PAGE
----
Intentional Art Journaling

I began painting and doodling, writing out song lyrics and creating collages in a notebook long before I had even heard the term art journal. It was mostly just playful meaning making, recording a thought and venting frustrations. It wasn’t very artistic (aka pleasing to the eye of an outsider) because it was the process I was enjoying. One day I stumbled into the world of art journaling on You Tube and so my journaling intensified.

 Art journalling is sometimes seen as just another art form and the focus is on the artistic elements of the art journal page.  Most tutorials on the internet focus on making art in a journal. Intentional or expressive art journaling is not making art on a page as an artist. When art journaling has an intention and is focused on turning our private world into a tangible form using art materials, it can be a richly therapeutic experience.

Intentional art journaling releases authentic self-expression and is a mirror for self awareness. It uses a prompt such as music, a body sensation, visualisation process or visual or word cue to inspire a free outpouring of our inner world using art materials into a journal. You can watch me model the expressive art journaling process here.

Intentional/therapeutic art journaling assists us in emotional articulation which eventually (and this may take quite some time) leads to us being able to share our thoughts, emotions and experiences with others in an authentic manner.

Making shapes, marks, colours and words in an art journal is inherently therapeutic even when applied without any training in art therapy because intentional art journaling reveals the heart and allows us to process and move through life with hearts and eyes wide open.  This in turn shifts the internal atmosphere towards health and wellness.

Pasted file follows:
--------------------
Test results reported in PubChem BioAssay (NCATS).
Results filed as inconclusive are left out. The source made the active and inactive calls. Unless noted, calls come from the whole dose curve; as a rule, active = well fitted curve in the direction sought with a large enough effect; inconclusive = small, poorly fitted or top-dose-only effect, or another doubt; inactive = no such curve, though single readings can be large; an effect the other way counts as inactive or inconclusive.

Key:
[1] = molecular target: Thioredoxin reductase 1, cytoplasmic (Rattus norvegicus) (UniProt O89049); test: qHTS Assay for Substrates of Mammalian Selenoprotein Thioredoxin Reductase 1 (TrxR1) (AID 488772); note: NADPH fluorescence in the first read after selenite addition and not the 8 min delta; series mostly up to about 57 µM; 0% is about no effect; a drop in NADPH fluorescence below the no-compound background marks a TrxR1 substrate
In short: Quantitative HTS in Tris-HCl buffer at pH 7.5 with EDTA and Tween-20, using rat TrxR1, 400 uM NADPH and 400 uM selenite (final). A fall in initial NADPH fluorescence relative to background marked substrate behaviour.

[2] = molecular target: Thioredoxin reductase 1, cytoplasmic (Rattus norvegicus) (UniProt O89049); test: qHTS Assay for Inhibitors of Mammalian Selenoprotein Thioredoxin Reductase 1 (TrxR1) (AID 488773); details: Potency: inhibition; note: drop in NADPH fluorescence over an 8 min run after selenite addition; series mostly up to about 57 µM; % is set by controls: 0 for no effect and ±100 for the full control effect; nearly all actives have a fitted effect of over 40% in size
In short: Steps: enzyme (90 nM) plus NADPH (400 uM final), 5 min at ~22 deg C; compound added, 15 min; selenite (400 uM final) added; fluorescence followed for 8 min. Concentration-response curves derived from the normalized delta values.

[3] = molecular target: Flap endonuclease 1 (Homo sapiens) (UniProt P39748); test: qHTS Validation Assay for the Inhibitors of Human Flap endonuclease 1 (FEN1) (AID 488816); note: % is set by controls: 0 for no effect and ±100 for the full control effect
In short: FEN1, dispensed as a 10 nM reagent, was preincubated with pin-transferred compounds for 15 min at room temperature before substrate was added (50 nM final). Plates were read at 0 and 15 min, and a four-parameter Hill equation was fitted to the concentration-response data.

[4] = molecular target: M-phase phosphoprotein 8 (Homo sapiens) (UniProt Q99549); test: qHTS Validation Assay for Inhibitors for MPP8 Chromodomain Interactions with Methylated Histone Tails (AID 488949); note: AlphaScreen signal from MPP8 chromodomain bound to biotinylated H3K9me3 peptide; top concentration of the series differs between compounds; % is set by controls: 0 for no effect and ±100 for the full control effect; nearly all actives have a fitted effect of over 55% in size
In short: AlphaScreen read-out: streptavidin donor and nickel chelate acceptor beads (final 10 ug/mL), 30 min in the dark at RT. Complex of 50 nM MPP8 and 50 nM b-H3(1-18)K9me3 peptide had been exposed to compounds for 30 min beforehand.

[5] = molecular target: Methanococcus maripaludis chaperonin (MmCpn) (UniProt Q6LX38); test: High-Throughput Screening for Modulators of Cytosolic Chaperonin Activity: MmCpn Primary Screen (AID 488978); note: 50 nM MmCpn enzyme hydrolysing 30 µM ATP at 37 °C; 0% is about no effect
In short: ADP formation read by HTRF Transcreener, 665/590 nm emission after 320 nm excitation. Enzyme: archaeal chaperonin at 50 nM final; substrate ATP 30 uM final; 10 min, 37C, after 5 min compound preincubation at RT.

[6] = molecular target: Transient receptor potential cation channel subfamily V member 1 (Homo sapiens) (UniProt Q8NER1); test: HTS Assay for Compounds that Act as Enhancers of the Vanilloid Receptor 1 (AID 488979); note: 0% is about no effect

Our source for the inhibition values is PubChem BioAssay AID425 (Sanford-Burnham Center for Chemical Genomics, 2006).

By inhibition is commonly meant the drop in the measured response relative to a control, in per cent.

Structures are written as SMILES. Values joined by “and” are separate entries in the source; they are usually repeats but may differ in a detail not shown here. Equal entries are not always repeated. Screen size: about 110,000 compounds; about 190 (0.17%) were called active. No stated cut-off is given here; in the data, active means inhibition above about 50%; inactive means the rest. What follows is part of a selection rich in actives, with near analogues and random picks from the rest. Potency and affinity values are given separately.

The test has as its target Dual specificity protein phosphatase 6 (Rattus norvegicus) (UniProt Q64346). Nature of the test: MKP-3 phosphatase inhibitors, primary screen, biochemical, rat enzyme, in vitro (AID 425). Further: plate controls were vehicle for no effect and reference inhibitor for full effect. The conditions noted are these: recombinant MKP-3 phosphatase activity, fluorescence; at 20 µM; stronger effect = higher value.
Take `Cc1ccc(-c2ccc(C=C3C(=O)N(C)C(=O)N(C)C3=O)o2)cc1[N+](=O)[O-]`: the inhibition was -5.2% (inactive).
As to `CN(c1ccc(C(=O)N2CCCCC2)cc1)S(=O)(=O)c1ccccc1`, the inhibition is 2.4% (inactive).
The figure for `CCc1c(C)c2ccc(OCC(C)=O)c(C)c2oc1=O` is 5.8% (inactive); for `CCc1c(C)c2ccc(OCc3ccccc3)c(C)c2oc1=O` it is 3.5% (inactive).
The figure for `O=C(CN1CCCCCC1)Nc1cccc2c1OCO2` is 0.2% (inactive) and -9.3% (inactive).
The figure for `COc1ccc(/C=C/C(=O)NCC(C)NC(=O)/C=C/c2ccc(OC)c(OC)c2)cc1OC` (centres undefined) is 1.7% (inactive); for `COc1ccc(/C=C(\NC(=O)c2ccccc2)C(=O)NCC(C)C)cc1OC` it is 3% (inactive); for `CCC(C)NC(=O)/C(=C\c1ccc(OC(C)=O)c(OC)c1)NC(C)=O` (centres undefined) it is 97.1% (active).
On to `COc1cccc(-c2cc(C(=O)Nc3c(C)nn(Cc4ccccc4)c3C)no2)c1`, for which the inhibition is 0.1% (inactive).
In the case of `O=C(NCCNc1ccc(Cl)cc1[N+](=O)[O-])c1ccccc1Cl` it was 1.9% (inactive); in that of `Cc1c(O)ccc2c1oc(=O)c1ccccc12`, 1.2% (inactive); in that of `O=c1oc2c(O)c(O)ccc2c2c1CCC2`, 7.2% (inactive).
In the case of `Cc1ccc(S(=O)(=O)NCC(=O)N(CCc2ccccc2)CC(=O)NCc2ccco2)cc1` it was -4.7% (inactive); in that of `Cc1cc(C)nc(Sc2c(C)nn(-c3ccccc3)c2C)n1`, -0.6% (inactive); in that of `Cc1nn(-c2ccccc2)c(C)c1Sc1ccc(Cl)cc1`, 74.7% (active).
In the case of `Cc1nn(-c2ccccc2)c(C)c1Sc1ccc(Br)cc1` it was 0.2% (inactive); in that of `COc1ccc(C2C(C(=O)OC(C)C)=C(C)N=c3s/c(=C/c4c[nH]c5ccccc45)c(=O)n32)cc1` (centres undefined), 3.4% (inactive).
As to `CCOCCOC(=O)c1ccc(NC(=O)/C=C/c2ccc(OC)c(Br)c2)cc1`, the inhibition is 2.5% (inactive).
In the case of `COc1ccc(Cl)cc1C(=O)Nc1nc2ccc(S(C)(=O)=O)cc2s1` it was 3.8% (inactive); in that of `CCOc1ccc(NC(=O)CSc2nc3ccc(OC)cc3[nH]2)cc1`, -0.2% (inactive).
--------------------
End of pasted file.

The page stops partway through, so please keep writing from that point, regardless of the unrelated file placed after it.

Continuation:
Lucia Capacchione is the pioneer of expressive or intentional art journaling. She declares that art journaling assists in:
    •    personal growth
    •    health and healing
    •    inner child work
    •    creativity development
    •    life planning
    •    career and talent development
    •    parenting kids and teenagers
    •    spiritual practice

There are also no inherently right or wrong way to art journal, there is simply the way you will do it.  Lean into your intuition and let your gut instinct be released.  If you’re a bit stuck or overwhelmed with the idea of intentional art journaling, you can try a simple art therapy exercise here that will get you started and help answer your questions. If you need some tips on which art supplies to get you started, try this video.

Please be aware that intentional art journaling can sometimes facilitate a natural emotional release. Please do not hesitate to seek additional support with a qualified art therapist or counsellor should expressive art journaling trigger you. Lifeline is also an excellent place to seek help or in an emergency call 000.

Rochelle Melville

Rochelle Melville is an art therapist and intentional creative. Rochelle works from Pathways to Expression in Bald Hills facilitating individual and group sessions and is available to facilitate workshops in the community.